Past related study
This part of the article review contains a brief review of dividend theories along with the major empirical evidence for and against the dividend theories, a brief summary of the results of empirical analysis of determinants of dividend policy by country. Theoretical and empirical backgrounds of the article cover the last fifty years research outcomes on firm value and dividend policy of the firm. Summarizing all these works, there are three dominating views. The first, Gordon (1963), and Lintner (1962) suggest that an increase in dividend payout affects positively the market value of the firm. The second, Lintzenberger and Ramaswamy (1979) argue that a positive change in the dividend decreases the firm's value. The third, Miller and Modigliani (1961) claim that dividend policy does not affect the market value of the firm. The summary of the major theoretical works on dividend policy are presented in Table 1. Table – 1. Major theoretical studies on dividend policy.
| Name of the theory
| Explanation of the theory
Gordon and Walter (1963)
| The bird in the hand theory
| Investors always wish for cash in hand rather than a hope of capital gain in the future in order to minimize risk.
| Higgins (1972) and Fama (1974)
| Transaction cost
| The firms with higher levels of financial leverage face a higher level of transaction costs, which leads those firms to pay lower levels of dividends because of the cost of external financing.
| Jensen and Meckling (1976)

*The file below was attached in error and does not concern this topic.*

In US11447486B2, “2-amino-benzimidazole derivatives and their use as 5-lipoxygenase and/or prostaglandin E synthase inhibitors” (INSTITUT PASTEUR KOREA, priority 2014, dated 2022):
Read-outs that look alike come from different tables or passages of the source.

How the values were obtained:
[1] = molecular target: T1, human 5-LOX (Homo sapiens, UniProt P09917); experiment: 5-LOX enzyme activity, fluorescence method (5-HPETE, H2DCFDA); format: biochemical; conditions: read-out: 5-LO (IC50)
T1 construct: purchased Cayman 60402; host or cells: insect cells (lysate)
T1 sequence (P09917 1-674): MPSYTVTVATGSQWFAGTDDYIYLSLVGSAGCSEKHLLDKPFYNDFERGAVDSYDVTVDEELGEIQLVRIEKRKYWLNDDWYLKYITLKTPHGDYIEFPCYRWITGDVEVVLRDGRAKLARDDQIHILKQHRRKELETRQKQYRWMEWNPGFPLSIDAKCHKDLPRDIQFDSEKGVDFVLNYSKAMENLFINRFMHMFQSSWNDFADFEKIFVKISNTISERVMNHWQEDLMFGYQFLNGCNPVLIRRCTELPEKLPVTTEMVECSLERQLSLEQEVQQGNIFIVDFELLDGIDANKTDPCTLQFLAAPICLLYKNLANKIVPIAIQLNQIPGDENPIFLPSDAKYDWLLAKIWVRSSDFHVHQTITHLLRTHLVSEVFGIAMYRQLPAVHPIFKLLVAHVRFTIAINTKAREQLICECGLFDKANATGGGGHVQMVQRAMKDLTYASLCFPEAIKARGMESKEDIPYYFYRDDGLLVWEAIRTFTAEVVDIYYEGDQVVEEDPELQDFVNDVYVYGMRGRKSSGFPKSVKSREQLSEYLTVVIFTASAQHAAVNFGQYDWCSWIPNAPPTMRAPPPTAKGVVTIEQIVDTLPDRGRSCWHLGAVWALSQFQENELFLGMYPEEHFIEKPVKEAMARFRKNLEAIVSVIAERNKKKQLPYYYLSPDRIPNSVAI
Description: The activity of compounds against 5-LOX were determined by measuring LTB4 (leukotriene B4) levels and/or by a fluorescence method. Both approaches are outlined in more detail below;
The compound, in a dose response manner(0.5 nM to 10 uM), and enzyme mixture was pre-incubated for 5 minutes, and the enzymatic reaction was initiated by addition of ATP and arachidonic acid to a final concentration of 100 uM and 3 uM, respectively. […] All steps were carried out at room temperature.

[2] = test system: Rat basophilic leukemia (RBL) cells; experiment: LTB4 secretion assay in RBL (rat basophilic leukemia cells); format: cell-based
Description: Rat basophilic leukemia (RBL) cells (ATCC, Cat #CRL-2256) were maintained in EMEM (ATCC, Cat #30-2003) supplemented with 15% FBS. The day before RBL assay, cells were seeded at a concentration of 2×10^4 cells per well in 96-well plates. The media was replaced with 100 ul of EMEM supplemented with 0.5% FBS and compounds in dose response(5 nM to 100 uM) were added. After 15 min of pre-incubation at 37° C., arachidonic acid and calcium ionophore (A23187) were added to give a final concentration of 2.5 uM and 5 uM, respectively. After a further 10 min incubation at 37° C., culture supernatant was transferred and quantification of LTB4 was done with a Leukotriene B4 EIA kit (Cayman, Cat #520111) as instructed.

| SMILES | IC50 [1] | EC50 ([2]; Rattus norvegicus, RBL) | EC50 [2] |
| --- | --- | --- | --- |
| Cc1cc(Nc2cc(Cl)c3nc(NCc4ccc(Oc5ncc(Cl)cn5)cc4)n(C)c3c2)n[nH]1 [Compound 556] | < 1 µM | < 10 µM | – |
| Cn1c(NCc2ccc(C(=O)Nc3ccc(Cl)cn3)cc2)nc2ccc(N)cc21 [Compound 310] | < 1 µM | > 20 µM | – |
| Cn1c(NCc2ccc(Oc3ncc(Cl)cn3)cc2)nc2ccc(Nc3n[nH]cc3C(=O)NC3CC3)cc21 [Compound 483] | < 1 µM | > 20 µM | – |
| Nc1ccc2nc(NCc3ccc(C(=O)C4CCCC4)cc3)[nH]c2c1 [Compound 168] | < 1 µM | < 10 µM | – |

| The agency theory
| The difference of interests between managers and shareholder and the percentage of equity controlled by insider ownership should influence the dividend policy.
| Miller and Scholes (1978)
| Tax clientele
| The effect of tax preferences on clientele and conclude different tax rates on dividends and capital gain lead to different clientele.
| Bhattacharya (1980) and John Williams (1985)
| The signalling theory
| Dividends lessen information asymmetric between managers and shareholders by delivering inside information of firm future prospects.
| Lease et al. (2000) and Fama and French (2001)
| Life cycle Theory
| The firms should follow a life cycle and reflect management's assessment of the importance of market imperfection and factors including taxes to equity holders, agency cost asymmetric information, floating cost and transaction costs.
| Baker and Wurgler (2004)
| Catering theory
| The managers for providing incentives to the investor according to their needs and wants and in this way cater the investors by paying smooth dividends when the investors put stock price premium on payers and by not paying when investors prefer non payers.
| As we mentioned above we analyzed previous empirical studies on determinants of dividend policy by country. Adaoglu (2000) analyzes determinants of dividend policy of the listed firms in Turkey and concludes that Turkish firms pay dividend based on unstable cash dividend policy and earning of the firms is the main factor for determining the amount of dividend. Mollah et al. (2000) concludes that there is a strong influence of agency cost and transaction cost theories on dividend policy of the listed companies on the Dhaka Stock Exchange. Moreover, the coefficients of debt-equity ratio and investment opportunity variable negatively, and firm size positively related to dividend pay-out. Talla M. Al-Deehani (2003) analyzes 41 companies which are listed on Kuwait Stock Exchange and concludes that clientele effect is more important for managers. Omet (2004) analyzes Amman’s listed firms and comes to the same conclusion as Adaoglu and tax imposition on dividend does not impact significantly on the dividend behaviour of the listed firms. According to Eriotis (2005), the Greek firms give out dividend each year based on their target payout ratio, which is determined by size of these firms and distributed earnings. Naceur et al. (2006) conclude that in Tunisia the lucrative firms...
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